Jaime Kleiman, as the young woman, nicknamed Li'l Bit, takes the stage in the opening moments and holds it until the final fadeout. It's quite a feat to sometimes be outside the story, presenting it, even watching it from a distance, and then a moment later to be living fully in a moment of that same story. As if you had no idea where the future was going to lead you, and all there was was the possibility tucked inside this one instant of time. The more I think about how tricky that movement back and forth is, from presenter to participant, the more impressed I become with her performance.

“There is no moon tonight.”

Equally central to the heart of this tale is the damaged Uncle Peck, portrayed by Michael Jurenek. There are all sorts of explanations for why Uncle Peck is the way he is - explanations, not excuses. He is one of those quiet veterans of World War II who never talked about his experiences, just kept them locked up inside. This was probably a large part of what fed his alcoholism. But in Jurenek's hands, I also started to understand not just how sad this man was, but how charismatic, and charming, and dangerous. It's hard not to like the guy. He seems to be the only one who really understands Li'l Bit, and her desire to rise above her backward upbringing and make something of herself.

“How is Shakespeare gonna help her lie on her back in the dark?”

But Uncle Peck uses his alcoholism as a ploy. If she spends time with him, he won't drink. However, Li'l Bit uses same strategy. She'll spend time with him, if he doesn't drink. The difference is, Uncle Peck's old enough to know better. Li'l Bit isn't. That doesn't mean they're both not using each other. That doesn't mean they both aren't, in some measure, each other's salvation as much as they are each other's undoing. It's an incredibly complex, more than a little sick, relationship. But it's also damn compelling to watch unfold. Like a car wreck, it's often repulsive but you can't look away.

“I’m a patient woman. But I’d like my husband back.”

The other human relations in this tangled story are just as freighted with conflicting motivation and levels of culpability. Linda Sue Anderson plays, among other characters, Li'l Bit's mother, and Li'l Bit's aunt, who is Uncle Peck's wife. Both women, in their own way, know that something's wrong. Both women, in their own way, rail against the damage done, and have their own targets on which to heap the blame. Both women still let it happen. Kristen Bucko plays, among others, Li'l Bit's crafty grandmother - delighting in sex and the power it brings, even as she warns everyone else against it. In the final minutes of the play, Bucko also steps in to augment the role of Li'l Bit in that first fateful driving lesson - showing the innocence of the girl right before it becomes irretrievably lost. Josh Vogen plays, among others, Li'l Bit's misogynist grandfather, a teenage conquest of Li'l Bit's college years, and a waiter who's seen way too many older men taking younger women to dinner on his job.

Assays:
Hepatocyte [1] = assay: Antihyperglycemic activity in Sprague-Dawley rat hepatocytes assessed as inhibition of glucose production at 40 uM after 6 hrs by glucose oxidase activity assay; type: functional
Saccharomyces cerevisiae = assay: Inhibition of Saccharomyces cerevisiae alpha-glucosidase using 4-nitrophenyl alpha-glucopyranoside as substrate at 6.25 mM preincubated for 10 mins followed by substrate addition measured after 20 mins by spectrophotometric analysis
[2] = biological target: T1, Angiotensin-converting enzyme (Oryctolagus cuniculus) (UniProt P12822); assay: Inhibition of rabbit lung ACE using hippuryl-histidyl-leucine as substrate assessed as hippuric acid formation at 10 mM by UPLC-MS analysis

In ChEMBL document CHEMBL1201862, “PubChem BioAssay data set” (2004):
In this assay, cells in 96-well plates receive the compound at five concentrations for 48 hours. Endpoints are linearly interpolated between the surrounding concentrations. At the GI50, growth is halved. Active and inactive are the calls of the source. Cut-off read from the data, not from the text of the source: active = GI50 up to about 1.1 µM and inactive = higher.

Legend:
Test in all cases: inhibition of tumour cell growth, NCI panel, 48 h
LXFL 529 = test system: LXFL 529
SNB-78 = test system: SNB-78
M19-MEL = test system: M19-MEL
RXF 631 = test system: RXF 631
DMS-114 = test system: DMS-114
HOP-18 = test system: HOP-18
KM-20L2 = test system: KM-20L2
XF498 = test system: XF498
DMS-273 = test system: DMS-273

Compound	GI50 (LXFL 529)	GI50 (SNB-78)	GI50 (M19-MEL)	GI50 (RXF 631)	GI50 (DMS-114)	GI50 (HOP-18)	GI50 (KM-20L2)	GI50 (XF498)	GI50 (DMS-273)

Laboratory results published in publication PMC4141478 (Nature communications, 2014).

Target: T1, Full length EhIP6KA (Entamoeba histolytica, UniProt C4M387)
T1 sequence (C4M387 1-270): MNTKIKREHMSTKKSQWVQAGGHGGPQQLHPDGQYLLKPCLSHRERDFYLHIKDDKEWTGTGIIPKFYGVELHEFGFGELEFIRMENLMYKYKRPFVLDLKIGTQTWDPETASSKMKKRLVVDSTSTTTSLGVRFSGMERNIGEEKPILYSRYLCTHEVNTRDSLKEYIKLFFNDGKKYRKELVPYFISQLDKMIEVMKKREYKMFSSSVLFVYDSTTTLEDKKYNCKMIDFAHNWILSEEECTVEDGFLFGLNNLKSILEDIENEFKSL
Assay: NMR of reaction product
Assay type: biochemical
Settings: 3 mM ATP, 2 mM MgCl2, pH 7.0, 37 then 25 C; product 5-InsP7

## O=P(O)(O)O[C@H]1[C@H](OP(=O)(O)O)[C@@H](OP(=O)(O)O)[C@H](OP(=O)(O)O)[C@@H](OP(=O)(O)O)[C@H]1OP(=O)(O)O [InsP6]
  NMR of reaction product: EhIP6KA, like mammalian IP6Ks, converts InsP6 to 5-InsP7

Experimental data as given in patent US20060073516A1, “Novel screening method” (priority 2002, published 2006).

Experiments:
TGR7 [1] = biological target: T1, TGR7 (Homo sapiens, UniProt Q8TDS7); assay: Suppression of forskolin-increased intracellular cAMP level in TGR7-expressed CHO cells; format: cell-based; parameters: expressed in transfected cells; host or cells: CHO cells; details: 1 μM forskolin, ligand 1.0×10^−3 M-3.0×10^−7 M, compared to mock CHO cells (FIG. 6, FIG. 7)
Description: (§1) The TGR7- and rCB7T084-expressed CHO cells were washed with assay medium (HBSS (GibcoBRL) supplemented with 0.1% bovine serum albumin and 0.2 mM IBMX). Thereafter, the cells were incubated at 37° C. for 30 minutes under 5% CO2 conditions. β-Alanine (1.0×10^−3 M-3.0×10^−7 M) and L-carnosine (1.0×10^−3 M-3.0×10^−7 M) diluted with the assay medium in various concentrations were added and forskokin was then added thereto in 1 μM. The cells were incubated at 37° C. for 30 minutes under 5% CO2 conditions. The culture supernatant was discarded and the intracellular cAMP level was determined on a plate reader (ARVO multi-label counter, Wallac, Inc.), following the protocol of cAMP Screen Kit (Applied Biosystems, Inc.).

“Boy Scouts are always horny. What do you think the first merit badge is for?”

The whole design team really outdid themselves - Mark Webb on Lighting Design, Becky Flanders on Costume Design, Norma Peterson and Jane O'Brien on Props, and Sarah J. Leigh on Scenic Design. The combination of set and props in particular was simple, but elegant. They completely opened up that little corner stage space at The Warren and painted it all black, opening it up visually still further. Both the stage and audience space where populated with various road signs, and road construction markers (saw horses, barrels, etc.). A winding stretch of road in forced perspective cut across the floor of the stage and receded back into one of the walls. At key moments, the set would transform - a stop sign taken from where it hung on the wall to perch atop a barrel construction marker and serve as the table in a restaurant where Uncle Peck takes Li'l Bit to celebrate passing her driver's test. The stretch of road on the back wall folds down to become the bed in a hotel room where the final confrontation between the two central characters takes place.

“A girl with her skirt up can outrun a man with his pants down.”

Though I was worried the inclusion of slide projections would be intrusive, they proved to be a coherent part of the rest of the production in ways I couldn't have imagined. The images - designed by Kyle Truss, with photography by Daune Atter, Jr. and graphic design by Travis Olson - helped open the story up in ways a simple black void alone might not have done. The sense of environment, of the wide open spaces and freedom of the road, was helped immeasurably. But the projections never felt overdone, restraint which I appreciated.

Ultimately, in a piece like this, it's how the actors fill the silences between the words, and even underneath them, that spell success or failure. The things not being said, either because they can't be spoken aloud, or there simply are no words. Some things defy explanation. They have to be seen and felt. The emotion that lives at the heart of this story, both the humor and the heartache, is so fully realized, one really couldn't ask for more. For fear you might get it.